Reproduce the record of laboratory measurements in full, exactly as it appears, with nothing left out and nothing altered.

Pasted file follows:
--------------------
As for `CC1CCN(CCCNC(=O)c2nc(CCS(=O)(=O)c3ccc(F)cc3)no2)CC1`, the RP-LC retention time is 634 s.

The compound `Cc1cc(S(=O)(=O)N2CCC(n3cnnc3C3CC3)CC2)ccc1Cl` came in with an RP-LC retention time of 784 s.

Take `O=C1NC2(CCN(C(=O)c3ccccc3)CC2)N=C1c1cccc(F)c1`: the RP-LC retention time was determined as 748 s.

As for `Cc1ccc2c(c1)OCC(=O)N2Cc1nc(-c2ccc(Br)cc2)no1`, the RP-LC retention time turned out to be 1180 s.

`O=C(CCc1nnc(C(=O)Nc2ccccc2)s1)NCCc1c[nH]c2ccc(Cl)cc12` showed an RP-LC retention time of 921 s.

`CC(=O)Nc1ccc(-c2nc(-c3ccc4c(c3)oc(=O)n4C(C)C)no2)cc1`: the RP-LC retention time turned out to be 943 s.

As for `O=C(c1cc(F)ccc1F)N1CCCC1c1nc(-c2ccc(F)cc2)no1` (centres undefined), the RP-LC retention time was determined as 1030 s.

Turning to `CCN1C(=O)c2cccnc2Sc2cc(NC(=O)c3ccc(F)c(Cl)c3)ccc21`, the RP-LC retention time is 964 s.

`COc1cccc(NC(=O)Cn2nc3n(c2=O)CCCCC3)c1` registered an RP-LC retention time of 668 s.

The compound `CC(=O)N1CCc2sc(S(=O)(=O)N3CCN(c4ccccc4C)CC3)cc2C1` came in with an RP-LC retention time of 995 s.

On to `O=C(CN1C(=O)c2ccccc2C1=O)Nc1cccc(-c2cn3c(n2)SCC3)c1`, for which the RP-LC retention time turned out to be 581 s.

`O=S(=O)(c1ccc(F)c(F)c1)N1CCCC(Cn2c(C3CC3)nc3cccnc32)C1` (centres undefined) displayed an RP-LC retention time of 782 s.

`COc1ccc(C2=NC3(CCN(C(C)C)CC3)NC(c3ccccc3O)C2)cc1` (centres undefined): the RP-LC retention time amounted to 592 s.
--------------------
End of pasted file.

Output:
As for `CC1CCN(CCCNC(=O)c2nc(CCS(=O)(=O)c3ccc(F)cc3)no2)CC1`, the RP-LC retention time is 634 s.

The compound `Cc1cc(S(=O)(=O)N2CCC(n3cnnc3C3CC3)CC2)ccc1Cl` came in with an RP-LC retention time of 784 s.

Take `O=C1NC2(CCN(C(=O)c3ccccc3)CC2)N=C1c1cccc(F)c1`: the RP-LC retention time was determined as 748 s.

As for `Cc1ccc2c(c1)OCC(=O)N2Cc1nc(-c2ccc(Br)cc2)no1`, the RP-LC retention time turned out to be 1180 s.

`O=C(CCc1nnc(C(=O)Nc2ccccc2)s1)NCCc1c[nH]c2ccc(Cl)cc12` showed an RP-LC retention time of 921 s.

`CC(=O)Nc1ccc(-c2nc(-c3ccc4c(c3)oc(=O)n4C(C)C)no2)cc1`: the RP-LC retention time turned out to be 943 s.

As for `O=C(c1cc(F)ccc1F)N1CCCC1c1nc(-c2ccc(F)cc2)no1` (centres undefined), the RP-LC retention time was determined as 1030 s.

Turning to `CCN1C(=O)c2cccnc2Sc2cc(NC(=O)c3ccc(F)c(Cl)c3)ccc21`, the RP-LC retention time is 964 s.

`COc1cccc(NC(=O)Cn2nc3n(c2=O)CCCCC3)c1` registered an RP-LC retention time of 668 s.

The compound `CC(=O)N1CCc2sc(S(=O)(=O)N3CCN(c4ccccc4C)CC3)cc2C1` came in with an RP-LC retention time of 995 s.

On to `O=C(CN1C(=O)c2ccccc2C1=O)Nc1cccc(-c2cn3c(n2)SCC3)c1`, for which the RP-LC retention time turned out to be 581 s.

`O=S(=O)(c1ccc(F)c(F)c1)N1CCCC(Cn2c(C3CC3)nc3cccnc32)C1` (centres undefined) displayed an RP-LC retention time of 782 s.

`COc1ccc(C2=NC3(CCN(C(C)C)CC3)NC(c3ccccc3O)C2)cc1` (centres undefined): the RP-LC retention time amounted to 592 s.